Pascal said that all of man’s problems come from the inability to remain in one room. The life of William Sharpe, who lived on a farm called “The World” near the village of Keighley in Yorkshire, and died on March 3, 1856, would be, then, exemplary.
Sharpe, the son of a prosperous weaver and notorious skinflint, spent much of his time in the local pub. He fell in love with the pretty barmaid there, proposed and was accepted. But on the day of his marriage in Keighley Church, his father refused to settle any money on the couple and the bride’s father, in a rage, tore up the certificate.
Sharpe took to his bed. He was thirty years old, and stayed there for the next forty-nine years. The room was nine feet by nine feet, with a cold and damp, uncovered stone floor and a fireplace that could only be lit on the days when the wind blew in a certain direction. The single window was not opened for the last thirty-eight of those years. The only furnishings were the bed, a small oak table, and– although it seems too perfect– a grandfather clock that had neither pendulum nor weights, and was covered with cobwebs.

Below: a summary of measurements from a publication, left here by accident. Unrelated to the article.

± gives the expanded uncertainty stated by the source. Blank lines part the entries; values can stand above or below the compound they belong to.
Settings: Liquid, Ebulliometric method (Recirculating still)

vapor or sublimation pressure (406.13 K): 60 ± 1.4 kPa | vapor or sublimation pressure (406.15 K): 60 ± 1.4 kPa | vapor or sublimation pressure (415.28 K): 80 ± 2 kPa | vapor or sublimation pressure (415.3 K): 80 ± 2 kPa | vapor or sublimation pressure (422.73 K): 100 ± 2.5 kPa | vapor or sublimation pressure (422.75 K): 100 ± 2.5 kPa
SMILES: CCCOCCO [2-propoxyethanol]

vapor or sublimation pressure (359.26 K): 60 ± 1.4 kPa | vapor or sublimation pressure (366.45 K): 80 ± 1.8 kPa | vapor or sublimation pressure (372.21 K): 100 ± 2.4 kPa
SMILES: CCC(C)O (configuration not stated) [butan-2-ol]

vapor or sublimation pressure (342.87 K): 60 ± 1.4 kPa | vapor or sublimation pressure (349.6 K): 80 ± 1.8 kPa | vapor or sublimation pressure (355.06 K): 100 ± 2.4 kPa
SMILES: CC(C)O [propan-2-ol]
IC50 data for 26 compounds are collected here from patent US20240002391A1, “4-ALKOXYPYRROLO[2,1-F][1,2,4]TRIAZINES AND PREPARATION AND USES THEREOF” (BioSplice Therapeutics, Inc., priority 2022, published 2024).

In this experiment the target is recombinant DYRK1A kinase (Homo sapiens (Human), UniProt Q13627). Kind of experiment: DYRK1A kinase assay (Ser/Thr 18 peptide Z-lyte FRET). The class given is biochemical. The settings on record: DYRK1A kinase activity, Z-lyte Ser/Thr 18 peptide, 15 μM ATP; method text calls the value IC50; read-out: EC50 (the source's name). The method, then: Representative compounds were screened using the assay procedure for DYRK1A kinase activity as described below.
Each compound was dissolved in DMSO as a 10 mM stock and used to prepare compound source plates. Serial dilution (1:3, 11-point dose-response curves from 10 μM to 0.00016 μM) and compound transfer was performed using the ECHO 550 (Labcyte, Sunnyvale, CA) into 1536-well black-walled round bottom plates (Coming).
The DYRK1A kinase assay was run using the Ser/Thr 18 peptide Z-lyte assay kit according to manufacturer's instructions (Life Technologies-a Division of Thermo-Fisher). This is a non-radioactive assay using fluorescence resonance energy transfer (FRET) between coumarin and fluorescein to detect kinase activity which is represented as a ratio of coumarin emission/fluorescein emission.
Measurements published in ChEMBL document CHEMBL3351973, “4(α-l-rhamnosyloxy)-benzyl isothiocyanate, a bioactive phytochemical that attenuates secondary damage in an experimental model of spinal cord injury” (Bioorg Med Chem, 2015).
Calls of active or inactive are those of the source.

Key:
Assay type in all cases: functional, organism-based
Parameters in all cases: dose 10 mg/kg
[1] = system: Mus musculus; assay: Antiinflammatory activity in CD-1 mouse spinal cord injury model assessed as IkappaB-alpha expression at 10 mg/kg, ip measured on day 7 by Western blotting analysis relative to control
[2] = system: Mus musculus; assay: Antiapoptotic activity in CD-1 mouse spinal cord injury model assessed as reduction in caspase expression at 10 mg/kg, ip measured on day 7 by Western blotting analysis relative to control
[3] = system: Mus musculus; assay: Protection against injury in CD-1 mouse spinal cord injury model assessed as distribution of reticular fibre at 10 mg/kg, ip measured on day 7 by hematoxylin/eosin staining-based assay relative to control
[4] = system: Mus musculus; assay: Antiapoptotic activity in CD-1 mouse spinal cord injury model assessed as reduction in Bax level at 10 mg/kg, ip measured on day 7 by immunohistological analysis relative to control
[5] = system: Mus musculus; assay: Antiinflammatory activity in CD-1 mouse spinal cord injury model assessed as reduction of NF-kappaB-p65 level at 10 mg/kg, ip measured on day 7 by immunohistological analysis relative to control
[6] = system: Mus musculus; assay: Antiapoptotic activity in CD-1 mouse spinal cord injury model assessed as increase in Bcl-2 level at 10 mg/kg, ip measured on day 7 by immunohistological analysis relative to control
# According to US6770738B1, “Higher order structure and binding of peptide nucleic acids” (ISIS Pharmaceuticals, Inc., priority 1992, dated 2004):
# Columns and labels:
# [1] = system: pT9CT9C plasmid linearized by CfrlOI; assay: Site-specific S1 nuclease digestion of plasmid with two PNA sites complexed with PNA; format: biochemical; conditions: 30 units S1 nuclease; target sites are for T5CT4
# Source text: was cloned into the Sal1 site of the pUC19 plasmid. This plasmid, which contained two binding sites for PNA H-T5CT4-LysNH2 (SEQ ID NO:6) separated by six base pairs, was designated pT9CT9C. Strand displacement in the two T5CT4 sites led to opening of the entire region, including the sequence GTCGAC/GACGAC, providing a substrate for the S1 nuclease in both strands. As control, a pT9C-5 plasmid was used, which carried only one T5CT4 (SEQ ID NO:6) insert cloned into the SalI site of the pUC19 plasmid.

He lay naked in the bed and refused to speak. When someone entered the room, he would hide under the sheets. Thanks ultimately to a bequest from his father, he was well-maintained and fed, and was in perfect health throughout his life, though he grew obese and his legs atrophied and bent backward. At his funeral, attended by crowds of the curious, the coffin was a cube and weighed 480 pounds.
Someone once spied through the window and saw him spinning his dinner plate on his finger, in the manner of a Chinese juggler. But he was apparently not without problems. On the last day of his life, he finally spoke again. He said: “Poor Bill! Poor Bill! Poor Bill Sharpe!”
(Detail of “Flower Meadow in the North” by Harald Sohlberg, 1905)Published